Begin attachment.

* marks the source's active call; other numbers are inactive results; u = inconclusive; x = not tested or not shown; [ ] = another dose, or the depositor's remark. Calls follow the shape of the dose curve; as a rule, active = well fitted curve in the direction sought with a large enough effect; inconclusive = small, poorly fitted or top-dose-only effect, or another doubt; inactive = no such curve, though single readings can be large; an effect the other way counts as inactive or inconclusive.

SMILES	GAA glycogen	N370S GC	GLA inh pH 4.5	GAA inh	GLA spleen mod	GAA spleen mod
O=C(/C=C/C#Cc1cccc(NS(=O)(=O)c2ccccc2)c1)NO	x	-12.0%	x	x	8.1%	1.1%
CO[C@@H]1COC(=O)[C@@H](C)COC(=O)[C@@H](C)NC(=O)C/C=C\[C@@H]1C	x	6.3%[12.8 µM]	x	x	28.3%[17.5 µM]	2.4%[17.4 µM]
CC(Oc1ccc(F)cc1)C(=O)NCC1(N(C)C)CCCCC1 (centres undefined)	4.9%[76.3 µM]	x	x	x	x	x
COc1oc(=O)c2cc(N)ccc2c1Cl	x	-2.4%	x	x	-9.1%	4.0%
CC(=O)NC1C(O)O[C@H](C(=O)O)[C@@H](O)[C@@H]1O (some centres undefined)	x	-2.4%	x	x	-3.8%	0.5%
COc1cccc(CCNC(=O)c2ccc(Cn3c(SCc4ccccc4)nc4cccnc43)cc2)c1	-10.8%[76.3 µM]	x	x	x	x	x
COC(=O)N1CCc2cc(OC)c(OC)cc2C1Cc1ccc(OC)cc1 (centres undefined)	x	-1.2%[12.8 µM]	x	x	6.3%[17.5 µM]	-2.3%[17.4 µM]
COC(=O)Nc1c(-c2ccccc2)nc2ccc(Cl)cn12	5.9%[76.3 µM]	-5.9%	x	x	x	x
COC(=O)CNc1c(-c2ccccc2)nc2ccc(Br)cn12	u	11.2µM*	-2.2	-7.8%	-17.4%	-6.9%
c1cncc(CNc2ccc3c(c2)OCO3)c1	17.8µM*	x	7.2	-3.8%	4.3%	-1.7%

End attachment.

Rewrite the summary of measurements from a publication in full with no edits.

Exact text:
* marks the source's active call; other numbers are inactive results; u = inconclusive; x = not tested or not shown; [ ] = another dose, or the depositor's remark. Calls follow the shape of the dose curve; as a rule, active = well fitted curve in the direction sought with a large enough effect; inconclusive = small, poorly fitted or top-dose-only effect, or another doubt; inactive = no such curve, though single readings can be large; an effect the other way counts as inactive or inconclusive.

SMILES	GAA glycogen	N370S GC	GLA inh pH 4.5	GAA inh	GLA spleen mod	GAA spleen mod
O=C(/C=C/C#Cc1cccc(NS(=O)(=O)c2ccccc2)c1)NO	x	-12.0%	x	x	8.1%	1.1%
CO[C@@H]1COC(=O)[C@@H](C)COC(=O)[C@@H](C)NC(=O)C/C=C\[C@@H]1C	x	6.3%[12.8 µM]	x	x	28.3%[17.5 µM]	2.4%[17.4 µM]
CC(Oc1ccc(F)cc1)C(=O)NCC1(N(C)C)CCCCC1 (centres undefined)	4.9%[76.3 µM]	x	x	x	x	x
COc1oc(=O)c2cc(N)ccc2c1Cl	x	-2.4%	x	x	-9.1%	4.0%
CC(=O)NC1C(O)O[C@H](C(=O)O)[C@@H](O)[C@@H]1O (some centres undefined)	x	-2.4%	x	x	-3.8%	0.5%
COc1cccc(CCNC(=O)c2ccc(Cn3c(SCc4ccccc4)nc4cccnc43)cc2)c1	-10.8%[76.3 µM]	x	x	x	x	x
COC(=O)N1CCc2cc(OC)c(OC)cc2C1Cc1ccc(OC)cc1 (centres undefined)	x	-1.2%[12.8 µM]	x	x	6.3%[17.5 µM]	-2.3%[17.4 µM]
COC(=O)Nc1c(-c2ccccc2)nc2ccc(Cl)cn12	5.9%[76.3 µM]	-5.9%	x	x	x	x
COC(=O)CNc1c(-c2ccccc2)nc2ccc(Br)cn12	u	11.2µM*	-2.2	-7.8%	-17.4%	-6.9%
c1cncc(CNc2ccc3c(c2)OCO3)c1	17.8µM*	x	7.2	-3.8%	4.3%	-1.7%